3. The Built to Rent fund provides subsidised finance (through loans or equity) to private developers for privately rented homes which will be let at market rents. £1bn is being made available through the scheme, with 43 companies with a total of 45 bids currently being assessed for the first £700m of finance – an average of £15.6m per project.

4. A Freedom of Information request to the Greater London Authority, which is assessing the bids for Build to Rent funding in London, reveals that the following three Genesis developments have been shortlisted to received funding through the Build to Rent fund:

  • New Hendon Village, Colindale (zone 4), London Borough of Barnet
  • Madeley Road, North Ealing (zone 3), London Borough of Ealing
  • Springboard House, Upton Park (zone 3), London Borough of Newham

A total of 15 London developments from 12 developers have been shortlisted to receive funding through the scheme.

5. The English Housing Survey 2011-12 finds there 1,306,000 households with dependent children renting privately.

6. Shelter’s Private Rent Watch studies are based on rents being affordable if they take up no more than 35 per cent of net income. At a rent of £1,700 per month, the cheapest two bedroom flats in the Stratford Halo development would only be affordable to households with a monthly net income of £4,857, or £58,286 per year. This equates to a gross income of around £76,000 per year (assuming two earners with equal salaries, claiming child benefit for one child and having no other income).

7. Calculation based on funding provided through loans to developers with A-AAA credit ratings and normal collateralisation for a ten year period, with annual interest payments and the principle repaid at the end of the period. At current interest rates, developers will pay 1.74 per cent interest (source), yet the government pays 2.66 per cent (source). The minimum cost to the government of the loans (excluding operating costs for the scheme) is £92m (lending money at 0.92 per cent below their cost of borrowing £1bn over the ten year period). The effective subsidy to the developers is estimated at around double this figure, as the developers are able to benefit from access to loans at a considerably lower rate via the government than they would be to access themselves directly on the market.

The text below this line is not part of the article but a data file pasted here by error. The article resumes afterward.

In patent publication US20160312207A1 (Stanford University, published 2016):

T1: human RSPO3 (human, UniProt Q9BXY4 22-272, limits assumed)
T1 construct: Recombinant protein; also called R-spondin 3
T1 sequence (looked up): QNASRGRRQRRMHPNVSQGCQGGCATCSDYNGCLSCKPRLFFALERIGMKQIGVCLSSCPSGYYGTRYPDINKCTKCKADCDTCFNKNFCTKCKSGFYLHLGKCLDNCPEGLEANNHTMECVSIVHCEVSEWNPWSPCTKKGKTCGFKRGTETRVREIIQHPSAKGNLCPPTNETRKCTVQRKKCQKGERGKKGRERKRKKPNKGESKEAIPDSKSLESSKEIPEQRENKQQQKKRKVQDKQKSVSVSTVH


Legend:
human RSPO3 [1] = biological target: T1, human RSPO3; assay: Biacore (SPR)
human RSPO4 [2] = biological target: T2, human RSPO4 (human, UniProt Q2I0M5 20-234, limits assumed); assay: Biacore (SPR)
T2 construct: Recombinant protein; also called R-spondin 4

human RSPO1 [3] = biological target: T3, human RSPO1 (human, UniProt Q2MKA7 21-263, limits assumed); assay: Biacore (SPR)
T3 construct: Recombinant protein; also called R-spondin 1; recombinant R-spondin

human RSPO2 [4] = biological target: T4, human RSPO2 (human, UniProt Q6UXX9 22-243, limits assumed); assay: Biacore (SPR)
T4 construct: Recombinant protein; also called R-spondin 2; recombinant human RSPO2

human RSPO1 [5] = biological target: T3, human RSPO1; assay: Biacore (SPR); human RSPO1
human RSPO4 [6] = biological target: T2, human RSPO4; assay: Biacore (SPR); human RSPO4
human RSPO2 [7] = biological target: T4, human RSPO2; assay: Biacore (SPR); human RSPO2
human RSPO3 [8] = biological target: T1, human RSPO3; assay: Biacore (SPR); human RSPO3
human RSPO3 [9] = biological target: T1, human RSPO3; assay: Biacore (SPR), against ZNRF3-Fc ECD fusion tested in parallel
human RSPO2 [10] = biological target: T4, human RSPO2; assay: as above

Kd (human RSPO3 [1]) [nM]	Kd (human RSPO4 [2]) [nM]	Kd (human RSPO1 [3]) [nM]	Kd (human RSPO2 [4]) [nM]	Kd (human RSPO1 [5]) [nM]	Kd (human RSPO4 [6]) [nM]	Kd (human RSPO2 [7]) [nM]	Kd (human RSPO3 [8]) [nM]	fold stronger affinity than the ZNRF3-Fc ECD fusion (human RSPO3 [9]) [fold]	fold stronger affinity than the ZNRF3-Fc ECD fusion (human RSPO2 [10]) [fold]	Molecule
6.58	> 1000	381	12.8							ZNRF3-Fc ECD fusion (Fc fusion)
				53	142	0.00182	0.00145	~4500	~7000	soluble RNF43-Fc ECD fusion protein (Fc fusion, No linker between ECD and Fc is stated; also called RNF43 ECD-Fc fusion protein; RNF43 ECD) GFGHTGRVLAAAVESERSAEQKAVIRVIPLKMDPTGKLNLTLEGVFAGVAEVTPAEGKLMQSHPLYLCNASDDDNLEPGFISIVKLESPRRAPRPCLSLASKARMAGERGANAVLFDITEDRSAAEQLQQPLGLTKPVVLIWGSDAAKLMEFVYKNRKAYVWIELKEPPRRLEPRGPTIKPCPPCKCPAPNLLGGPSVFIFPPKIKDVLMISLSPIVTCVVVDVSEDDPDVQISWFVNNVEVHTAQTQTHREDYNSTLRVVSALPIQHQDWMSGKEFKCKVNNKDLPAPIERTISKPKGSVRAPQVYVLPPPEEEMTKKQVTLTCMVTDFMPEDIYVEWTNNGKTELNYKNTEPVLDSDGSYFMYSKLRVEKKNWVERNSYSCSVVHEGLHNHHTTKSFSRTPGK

8. Source: DCLG

9. Based on building costs (excluding land) of £100,000 per home (source: New Economics Foundation)

10. Source: English Housing Survey


18 thoughts on “Renters occupy luxury flat development

  1. Pingback: Video: Let Down Renters housewarming party occupation | Let Down

  2. Pingback: Lambeth Renters and friends housewarming party protest at high rents | Lambeth Renters


  4. Pingback: Protest At Rent Levels In Stratford Halo | Londonist

  5. Pingback: Open letter to Genesis | Let Down

  6. Pingback: The year in renting: rents go up, and tenants fight back | The Rent Book

  7. Pingback: London Renters and the Right to the City By Tom Gann | Investigating the New Imperialism

  8. Pingback: London Renters and The Right to the City | A Handbook for City Renters

  9. Pingback: On Taking Action as Private Renters | A Handbook for City Renters

  10. The Genesis Halo is thrawt with building & maintenance issues. Its poorly managed. Estate manager James Evans II exceptionally useless. Lifts continually breaking down. Cleaning of communal areas poor. This morning all of the ceilings of my 41st floor penthouse started pouring out water from a burst pipe causing thousands of pounds of damage. Halo Manager James Evans ‘II’ says “Don’t you dare ever call me on my day off” – no concierge, no emergency numbers. Management of Halo is a joke. Not a single resident has a good thing to say about Halo maintenance. Halo Stratford and Halo estate manager James Evans are a liability to MG Investors